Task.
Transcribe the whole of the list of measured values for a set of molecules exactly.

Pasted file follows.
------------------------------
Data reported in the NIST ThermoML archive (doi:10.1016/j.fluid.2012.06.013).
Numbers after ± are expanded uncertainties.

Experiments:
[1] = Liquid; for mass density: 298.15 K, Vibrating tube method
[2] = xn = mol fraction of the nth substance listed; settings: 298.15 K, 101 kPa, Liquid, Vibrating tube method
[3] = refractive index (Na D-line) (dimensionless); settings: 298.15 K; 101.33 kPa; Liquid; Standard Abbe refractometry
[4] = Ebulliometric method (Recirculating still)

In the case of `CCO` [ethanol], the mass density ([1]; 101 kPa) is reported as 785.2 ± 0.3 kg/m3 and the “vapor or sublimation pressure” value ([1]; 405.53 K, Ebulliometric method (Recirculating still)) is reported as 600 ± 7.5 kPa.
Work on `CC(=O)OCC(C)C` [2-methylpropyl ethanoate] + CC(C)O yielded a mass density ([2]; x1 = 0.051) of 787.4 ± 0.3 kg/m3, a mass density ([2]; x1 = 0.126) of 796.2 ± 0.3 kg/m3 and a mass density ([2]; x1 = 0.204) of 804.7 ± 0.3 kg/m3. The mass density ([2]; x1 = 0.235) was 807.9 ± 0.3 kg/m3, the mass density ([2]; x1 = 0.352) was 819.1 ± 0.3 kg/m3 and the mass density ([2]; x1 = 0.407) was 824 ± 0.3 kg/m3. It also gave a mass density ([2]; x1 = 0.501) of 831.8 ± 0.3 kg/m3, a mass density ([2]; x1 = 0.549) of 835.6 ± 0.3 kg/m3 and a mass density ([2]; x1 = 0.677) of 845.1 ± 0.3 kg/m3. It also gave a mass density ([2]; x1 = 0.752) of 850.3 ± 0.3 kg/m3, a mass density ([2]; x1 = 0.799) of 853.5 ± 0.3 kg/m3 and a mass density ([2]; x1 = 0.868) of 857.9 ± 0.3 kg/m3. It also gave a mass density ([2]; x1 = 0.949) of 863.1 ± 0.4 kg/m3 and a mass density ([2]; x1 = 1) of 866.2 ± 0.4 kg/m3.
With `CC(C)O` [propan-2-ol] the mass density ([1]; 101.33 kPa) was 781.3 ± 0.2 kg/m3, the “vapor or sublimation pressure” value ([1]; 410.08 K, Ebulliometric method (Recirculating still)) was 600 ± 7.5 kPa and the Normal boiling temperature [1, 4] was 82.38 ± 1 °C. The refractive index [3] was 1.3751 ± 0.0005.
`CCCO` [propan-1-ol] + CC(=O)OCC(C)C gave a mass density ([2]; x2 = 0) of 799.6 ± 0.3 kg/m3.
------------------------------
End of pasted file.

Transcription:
Data reported in the NIST ThermoML archive (doi:10.1016/j.fluid.2012.06.013).
Numbers after ± are expanded uncertainties.

Experiments:
[1] = Liquid; for mass density: 298.15 K, Vibrating tube method
[2] = xn = mol fraction of the nth substance listed; settings: 298.15 K, 101 kPa, Liquid, Vibrating tube method
[3] = refractive index (Na D-line) (dimensionless); settings: 298.15 K; 101.33 kPa; Liquid; Standard Abbe refractometry
[4] = Ebulliometric method (Recirculating still)

In the case of `CCO` [ethanol], the mass density ([1]; 101 kPa) is reported as 785.2 ± 0.3 kg/m3 and the “vapor or sublimation pressure” value ([1]; 405.53 K, Ebulliometric method (Recirculating still)) is reported as 600 ± 7.5 kPa.
Work on `CC(=O)OCC(C)C` [2-methylpropyl ethanoate] + CC(C)O yielded a mass density ([2]; x1 = 0.051) of 787.4 ± 0.3 kg/m3, a mass density ([2]; x1 = 0.126) of 796.2 ± 0.3 kg/m3 and a mass density ([2]; x1 = 0.204) of 804.7 ± 0.3 kg/m3. The mass density ([2]; x1 = 0.235) was 807.9 ± 0.3 kg/m3, the mass density ([2]; x1 = 0.352) was 819.1 ± 0.3 kg/m3 and the mass density ([2]; x1 = 0.407) was 824 ± 0.3 kg/m3. It also gave a mass density ([2]; x1 = 0.501) of 831.8 ± 0.3 kg/m3, a mass density ([2]; x1 = 0.549) of 835.6 ± 0.3 kg/m3 and a mass density ([2]; x1 = 0.677) of 845.1 ± 0.3 kg/m3. It also gave a mass density ([2]; x1 = 0.752) of 850.3 ± 0.3 kg/m3, a mass density ([2]; x1 = 0.799) of 853.5 ± 0.3 kg/m3 and a mass density ([2]; x1 = 0.868) of 857.9 ± 0.3 kg/m3. It also gave a mass density ([2]; x1 = 0.949) of 863.1 ± 0.4 kg/m3 and a mass density ([2]; x1 = 1) of 866.2 ± 0.4 kg/m3.
With `CC(C)O` [propan-2-ol] the mass density ([1]; 101.33 kPa) was 781.3 ± 0.2 kg/m3, the “vapor or sublimation pressure” value ([1]; 410.08 K, Ebulliometric method (Recirculating still)) was 600 ± 7.5 kPa and the Normal boiling temperature [1, 4] was 82.38 ± 1 °C. The refractive index [3] was 1.3751 ± 0.0005.
`CCCO` [propan-1-ol] + CC(=O)OCC(C)C gave a mass density ([2]; x2 = 0) of 799.6 ± 0.3 kg/m3.